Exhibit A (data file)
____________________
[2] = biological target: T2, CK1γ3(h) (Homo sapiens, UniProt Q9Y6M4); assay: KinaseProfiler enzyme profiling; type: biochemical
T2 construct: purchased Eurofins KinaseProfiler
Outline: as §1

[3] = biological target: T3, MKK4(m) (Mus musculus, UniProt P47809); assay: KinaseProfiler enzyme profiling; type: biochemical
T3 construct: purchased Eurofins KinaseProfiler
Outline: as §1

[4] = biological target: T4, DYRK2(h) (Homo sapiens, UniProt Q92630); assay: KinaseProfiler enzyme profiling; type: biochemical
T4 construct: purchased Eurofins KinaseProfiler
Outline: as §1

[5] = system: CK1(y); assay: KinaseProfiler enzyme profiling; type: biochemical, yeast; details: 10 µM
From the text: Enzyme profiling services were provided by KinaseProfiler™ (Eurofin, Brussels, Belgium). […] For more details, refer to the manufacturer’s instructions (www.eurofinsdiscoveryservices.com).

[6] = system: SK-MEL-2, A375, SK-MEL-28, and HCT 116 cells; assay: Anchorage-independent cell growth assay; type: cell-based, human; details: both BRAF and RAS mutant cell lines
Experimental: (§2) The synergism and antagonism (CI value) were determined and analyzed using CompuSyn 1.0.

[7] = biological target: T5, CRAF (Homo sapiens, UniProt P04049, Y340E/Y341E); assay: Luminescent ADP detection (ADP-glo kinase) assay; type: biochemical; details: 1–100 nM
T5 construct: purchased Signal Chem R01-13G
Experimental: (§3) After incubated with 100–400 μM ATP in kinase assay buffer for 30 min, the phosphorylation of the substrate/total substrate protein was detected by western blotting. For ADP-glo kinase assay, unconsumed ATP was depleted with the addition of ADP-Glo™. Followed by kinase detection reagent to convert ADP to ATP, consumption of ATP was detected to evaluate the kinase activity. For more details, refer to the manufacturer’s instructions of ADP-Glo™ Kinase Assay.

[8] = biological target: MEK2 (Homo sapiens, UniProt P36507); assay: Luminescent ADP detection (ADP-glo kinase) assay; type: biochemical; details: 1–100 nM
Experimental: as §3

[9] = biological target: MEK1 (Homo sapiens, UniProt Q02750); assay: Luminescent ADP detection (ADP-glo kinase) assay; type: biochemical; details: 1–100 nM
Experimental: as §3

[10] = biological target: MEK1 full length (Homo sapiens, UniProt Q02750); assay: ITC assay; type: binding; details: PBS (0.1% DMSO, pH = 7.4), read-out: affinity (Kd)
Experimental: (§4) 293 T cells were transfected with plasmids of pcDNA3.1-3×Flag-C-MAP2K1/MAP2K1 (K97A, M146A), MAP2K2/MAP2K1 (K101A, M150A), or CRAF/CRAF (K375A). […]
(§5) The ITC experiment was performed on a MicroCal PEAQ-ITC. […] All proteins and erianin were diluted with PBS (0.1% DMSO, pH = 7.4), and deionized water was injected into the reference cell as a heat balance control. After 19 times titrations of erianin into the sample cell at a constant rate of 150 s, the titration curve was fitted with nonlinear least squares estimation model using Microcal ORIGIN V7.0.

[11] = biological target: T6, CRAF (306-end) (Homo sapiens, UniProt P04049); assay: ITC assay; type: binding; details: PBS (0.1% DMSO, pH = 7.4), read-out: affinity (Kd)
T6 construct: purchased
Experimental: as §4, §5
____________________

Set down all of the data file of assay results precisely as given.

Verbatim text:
[2] = biological target: T2, CK1γ3(h) (Homo sapiens, UniProt Q9Y6M4); assay: KinaseProfiler enzyme profiling; type: biochemical
T2 construct: purchased Eurofins KinaseProfiler
Outline: as §1

[3] = biological target: T3, MKK4(m) (Mus musculus, UniProt P47809); assay: KinaseProfiler enzyme profiling; type: biochemical
T3 construct: purchased Eurofins KinaseProfiler
Outline: as §1

[4] = biological target: T4, DYRK2(h) (Homo sapiens, UniProt Q92630); assay: KinaseProfiler enzyme profiling; type: biochemical
T4 construct: purchased Eurofins KinaseProfiler
Outline: as §1

[5] = system: CK1(y); assay: KinaseProfiler enzyme profiling; type: biochemical, yeast; details: 10 µM
From the text: Enzyme profiling services were provided by KinaseProfiler™ (Eurofin, Brussels, Belgium). […] For more details, refer to the manufacturer’s instructions (www.eurofinsdiscoveryservices.com).

[6] = system: SK-MEL-2, A375, SK-MEL-28, and HCT 116 cells; assay: Anchorage-independent cell growth assay; type: cell-based, human; details: both BRAF and RAS mutant cell lines
Experimental: (§2) The synergism and antagonism (CI value) were determined and analyzed using CompuSyn 1.0.

[7] = biological target: T5, CRAF (Homo sapiens, UniProt P04049, Y340E/Y341E); assay: Luminescent ADP detection (ADP-glo kinase) assay; type: biochemical; details: 1–100 nM
T5 construct: purchased Signal Chem R01-13G
Experimental: (§3) After incubated with 100–400 μM ATP in kinase assay buffer for 30 min, the phosphorylation of the substrate/total substrate protein was detected by western blotting. For ADP-glo kinase assay, unconsumed ATP was depleted with the addition of ADP-Glo™. Followed by kinase detection reagent to convert ADP to ATP, consumption of ATP was detected to evaluate the kinase activity. For more details, refer to the manufacturer’s instructions of ADP-Glo™ Kinase Assay.

[8] = biological target: MEK2 (Homo sapiens, UniProt P36507); assay: Luminescent ADP detection (ADP-glo kinase) assay; type: biochemical; details: 1–100 nM
Experimental: as §3

[9] = biological target: MEK1 (Homo sapiens, UniProt Q02750); assay: Luminescent ADP detection (ADP-glo kinase) assay; type: biochemical; details: 1–100 nM
Experimental: as §3

[10] = biological target: MEK1 full length (Homo sapiens, UniProt Q02750); assay: ITC assay; type: binding; details: PBS (0.1% DMSO, pH = 7.4), read-out: affinity (Kd)
Experimental: (§4) 293 T cells were transfected with plasmids of pcDNA3.1-3×Flag-C-MAP2K1/MAP2K1 (K97A, M146A), MAP2K2/MAP2K1 (K101A, M150A), or CRAF/CRAF (K375A). […]
(§5) The ITC experiment was performed on a MicroCal PEAQ-ITC. […] All proteins and erianin were diluted with PBS (0.1% DMSO, pH = 7.4), and deionized water was injected into the reference cell as a heat balance control. After 19 times titrations of erianin into the sample cell at a constant rate of 150 s, the titration curve was fitted with nonlinear least squares estimation model using Microcal ORIGIN V7.0.

[11] = biological target: T6, CRAF (306-end) (Homo sapiens, UniProt P04049); assay: ITC assay; type: binding; details: PBS (0.1% DMSO, pH = 7.4), read-out: affinity (Kd)
T6 construct: purchased
Experimental: as §4, §5